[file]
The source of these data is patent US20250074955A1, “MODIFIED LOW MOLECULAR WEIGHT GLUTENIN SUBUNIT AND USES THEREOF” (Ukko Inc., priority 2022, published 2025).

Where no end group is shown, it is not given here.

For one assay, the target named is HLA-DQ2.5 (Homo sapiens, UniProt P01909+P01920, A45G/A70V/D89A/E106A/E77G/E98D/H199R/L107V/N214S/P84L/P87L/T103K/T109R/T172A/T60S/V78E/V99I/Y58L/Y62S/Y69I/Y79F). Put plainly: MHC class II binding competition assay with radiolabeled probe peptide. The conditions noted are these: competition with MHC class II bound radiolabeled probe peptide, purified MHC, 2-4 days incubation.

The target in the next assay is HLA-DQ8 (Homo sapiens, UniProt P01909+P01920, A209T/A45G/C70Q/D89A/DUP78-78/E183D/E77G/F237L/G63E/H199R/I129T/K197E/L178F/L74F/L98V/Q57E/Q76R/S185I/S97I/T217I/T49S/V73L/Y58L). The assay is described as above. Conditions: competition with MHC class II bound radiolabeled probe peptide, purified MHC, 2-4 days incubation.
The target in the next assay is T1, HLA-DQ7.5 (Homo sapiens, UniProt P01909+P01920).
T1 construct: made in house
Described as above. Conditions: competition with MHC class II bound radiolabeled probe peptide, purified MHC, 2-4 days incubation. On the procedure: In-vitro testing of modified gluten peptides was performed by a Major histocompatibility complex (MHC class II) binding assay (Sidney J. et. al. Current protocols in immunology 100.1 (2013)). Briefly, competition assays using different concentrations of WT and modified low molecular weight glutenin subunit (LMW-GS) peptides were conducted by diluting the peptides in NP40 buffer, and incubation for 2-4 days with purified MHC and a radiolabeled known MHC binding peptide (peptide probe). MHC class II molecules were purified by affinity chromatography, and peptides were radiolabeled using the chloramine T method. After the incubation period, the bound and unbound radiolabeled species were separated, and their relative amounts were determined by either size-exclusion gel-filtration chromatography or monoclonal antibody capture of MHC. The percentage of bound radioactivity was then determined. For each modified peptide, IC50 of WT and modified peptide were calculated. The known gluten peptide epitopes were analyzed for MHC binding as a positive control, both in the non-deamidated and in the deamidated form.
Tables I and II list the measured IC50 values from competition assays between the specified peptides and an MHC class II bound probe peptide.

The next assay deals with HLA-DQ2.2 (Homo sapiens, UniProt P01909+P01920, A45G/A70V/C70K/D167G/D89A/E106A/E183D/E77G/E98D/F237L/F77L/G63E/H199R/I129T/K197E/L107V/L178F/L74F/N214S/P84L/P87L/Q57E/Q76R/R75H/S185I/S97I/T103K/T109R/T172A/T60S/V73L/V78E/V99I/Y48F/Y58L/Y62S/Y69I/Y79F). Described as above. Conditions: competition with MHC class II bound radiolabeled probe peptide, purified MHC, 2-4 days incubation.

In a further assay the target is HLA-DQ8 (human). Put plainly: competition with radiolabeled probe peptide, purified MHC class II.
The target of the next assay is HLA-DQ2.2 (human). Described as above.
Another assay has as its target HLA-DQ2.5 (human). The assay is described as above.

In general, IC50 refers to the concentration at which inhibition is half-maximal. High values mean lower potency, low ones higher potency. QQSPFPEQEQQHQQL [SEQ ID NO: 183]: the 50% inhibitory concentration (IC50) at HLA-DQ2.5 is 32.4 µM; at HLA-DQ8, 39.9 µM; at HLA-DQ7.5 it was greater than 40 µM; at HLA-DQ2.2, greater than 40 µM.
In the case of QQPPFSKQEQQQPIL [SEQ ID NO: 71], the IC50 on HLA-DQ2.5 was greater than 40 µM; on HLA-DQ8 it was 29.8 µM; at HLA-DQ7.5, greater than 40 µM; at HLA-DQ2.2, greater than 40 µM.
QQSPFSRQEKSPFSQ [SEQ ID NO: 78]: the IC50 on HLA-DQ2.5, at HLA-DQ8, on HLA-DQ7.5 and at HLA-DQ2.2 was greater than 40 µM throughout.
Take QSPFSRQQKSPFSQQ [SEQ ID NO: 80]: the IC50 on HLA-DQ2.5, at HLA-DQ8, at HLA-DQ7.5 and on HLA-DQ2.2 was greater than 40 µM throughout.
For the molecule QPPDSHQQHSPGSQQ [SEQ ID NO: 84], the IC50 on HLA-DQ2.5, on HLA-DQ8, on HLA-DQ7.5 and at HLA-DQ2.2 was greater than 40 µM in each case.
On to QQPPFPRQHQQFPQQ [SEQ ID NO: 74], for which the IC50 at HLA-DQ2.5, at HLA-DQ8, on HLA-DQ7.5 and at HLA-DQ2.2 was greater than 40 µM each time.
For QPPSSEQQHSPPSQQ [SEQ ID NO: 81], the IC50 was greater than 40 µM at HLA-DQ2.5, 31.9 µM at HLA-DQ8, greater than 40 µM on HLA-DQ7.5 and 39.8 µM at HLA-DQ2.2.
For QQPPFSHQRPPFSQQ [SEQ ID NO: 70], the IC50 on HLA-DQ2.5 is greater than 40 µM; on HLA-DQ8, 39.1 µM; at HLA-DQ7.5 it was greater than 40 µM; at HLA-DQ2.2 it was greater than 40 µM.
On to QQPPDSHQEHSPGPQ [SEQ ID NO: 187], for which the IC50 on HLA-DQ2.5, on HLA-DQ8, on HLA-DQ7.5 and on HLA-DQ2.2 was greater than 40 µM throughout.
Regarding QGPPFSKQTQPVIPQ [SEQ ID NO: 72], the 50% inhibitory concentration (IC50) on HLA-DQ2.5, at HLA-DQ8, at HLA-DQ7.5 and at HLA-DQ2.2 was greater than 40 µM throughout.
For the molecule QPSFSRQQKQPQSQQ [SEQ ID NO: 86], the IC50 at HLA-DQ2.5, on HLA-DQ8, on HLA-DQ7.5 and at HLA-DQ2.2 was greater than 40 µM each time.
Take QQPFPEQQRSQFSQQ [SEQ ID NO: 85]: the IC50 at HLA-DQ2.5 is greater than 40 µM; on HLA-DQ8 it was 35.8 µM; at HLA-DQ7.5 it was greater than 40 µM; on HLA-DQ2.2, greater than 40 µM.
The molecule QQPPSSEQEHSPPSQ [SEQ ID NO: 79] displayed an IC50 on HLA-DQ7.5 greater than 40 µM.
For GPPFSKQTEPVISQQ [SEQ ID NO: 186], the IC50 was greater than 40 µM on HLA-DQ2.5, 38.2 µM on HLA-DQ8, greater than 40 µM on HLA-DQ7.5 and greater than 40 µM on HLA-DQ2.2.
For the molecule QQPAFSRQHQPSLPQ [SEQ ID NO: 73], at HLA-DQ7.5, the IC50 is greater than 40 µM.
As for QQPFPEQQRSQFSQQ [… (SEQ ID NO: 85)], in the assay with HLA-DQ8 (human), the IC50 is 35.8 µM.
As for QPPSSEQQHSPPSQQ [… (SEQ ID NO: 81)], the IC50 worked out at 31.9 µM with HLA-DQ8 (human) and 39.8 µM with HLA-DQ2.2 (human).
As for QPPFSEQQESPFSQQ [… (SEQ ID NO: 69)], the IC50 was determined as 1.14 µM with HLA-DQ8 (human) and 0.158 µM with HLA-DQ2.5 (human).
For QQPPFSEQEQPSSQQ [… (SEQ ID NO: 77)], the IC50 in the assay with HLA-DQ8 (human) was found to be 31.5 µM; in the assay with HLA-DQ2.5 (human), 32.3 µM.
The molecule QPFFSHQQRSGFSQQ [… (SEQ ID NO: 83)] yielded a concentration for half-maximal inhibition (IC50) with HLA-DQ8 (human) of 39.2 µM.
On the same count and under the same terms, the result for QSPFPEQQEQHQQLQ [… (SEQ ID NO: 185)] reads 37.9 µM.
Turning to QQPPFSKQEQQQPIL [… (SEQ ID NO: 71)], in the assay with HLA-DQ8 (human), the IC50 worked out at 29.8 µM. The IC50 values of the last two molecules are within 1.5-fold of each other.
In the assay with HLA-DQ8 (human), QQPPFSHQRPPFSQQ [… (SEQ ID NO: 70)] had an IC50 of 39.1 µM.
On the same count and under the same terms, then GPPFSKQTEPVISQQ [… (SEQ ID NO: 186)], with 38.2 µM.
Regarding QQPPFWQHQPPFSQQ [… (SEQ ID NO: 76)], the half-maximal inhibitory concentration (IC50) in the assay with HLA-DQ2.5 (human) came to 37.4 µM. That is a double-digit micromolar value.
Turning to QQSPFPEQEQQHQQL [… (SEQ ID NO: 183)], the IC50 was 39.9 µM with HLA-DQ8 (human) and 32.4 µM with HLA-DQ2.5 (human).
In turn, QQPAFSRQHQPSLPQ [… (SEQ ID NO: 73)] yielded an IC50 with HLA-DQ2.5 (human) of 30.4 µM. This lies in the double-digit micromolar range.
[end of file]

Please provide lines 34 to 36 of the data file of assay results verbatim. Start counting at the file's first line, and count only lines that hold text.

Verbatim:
Turning to QQPPFSKQEQQQPIL [… (SEQ ID NO: 71)], in the assay with HLA-DQ8 (human), the IC50 worked out at 29.8 µM. The IC50 values of the last two molecules are within 1.5-fold of each other.
In the assay with HLA-DQ8 (human), QQPPFSHQRPPFSQQ [… (SEQ ID NO: 70)] had an IC50 of 39.1 µM.
On the same count and under the same terms, then GPPFSKQTEPVISQQ [… (SEQ ID NO: 186)], with 38.2 µM.